Nietzsche's love affair with the theater was among the most profound and prolonged intellectual engagements of his life, but his transformational role in the history of the modern stage has yet to be explored. In this pathbreaking account, David Kornhaber vividly shows how Nietzsche reimagined the theatrical event as a site of philosophical invention that is at once ancestor, antagonist, and handmaiden to the discipline of philosophy itself. August Strindberg, George Bernard Shaw, and Eugene O'Neill- seminal figures in the modern drama's evolution and avowed Nietzscheans all-came away from their encounters with Nietzsche's writings with an impassioned belief in the philosophical potential of the live theatrical event, coupled with a reestimation of the dramatist's power to shape that event in collaboration with the actor. In these playwrights' reactions to and adaptations of Nietzsche's radical rethinking of the stage lay the beginnings of a new direction in modern theater and dramatic literature.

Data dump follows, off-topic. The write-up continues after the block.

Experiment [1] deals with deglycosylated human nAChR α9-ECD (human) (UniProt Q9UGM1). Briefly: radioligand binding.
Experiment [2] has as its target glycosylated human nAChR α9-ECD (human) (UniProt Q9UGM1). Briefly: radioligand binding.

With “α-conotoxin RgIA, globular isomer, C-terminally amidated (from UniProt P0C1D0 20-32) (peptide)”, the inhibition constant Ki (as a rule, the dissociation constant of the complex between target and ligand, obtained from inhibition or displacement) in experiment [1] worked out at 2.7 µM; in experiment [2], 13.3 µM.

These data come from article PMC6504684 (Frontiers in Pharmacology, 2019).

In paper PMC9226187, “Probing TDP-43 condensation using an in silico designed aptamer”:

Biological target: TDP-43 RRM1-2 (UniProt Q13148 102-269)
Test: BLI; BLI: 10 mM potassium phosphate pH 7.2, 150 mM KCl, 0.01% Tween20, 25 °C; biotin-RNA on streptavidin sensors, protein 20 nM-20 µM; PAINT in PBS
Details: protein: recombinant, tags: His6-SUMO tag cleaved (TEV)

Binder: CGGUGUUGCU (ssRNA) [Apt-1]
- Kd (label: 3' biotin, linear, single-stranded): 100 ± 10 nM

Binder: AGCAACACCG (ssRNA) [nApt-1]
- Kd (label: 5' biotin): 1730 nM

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David Kornhaber is an assistant professor of English and comparative literature at the University of Texas, USA.
"David Kornhaber's book is a brilliant and original study of Nietzsche's debt to theater and vice versa. In a clear and engaging style, Kornhaber explores a dialogue between philosophy and theater history." --Matthew Wilson Smith, author of The Total Work of Art: From Bayreuth to Cyberspace and editor of Georg B chner: The Major Works
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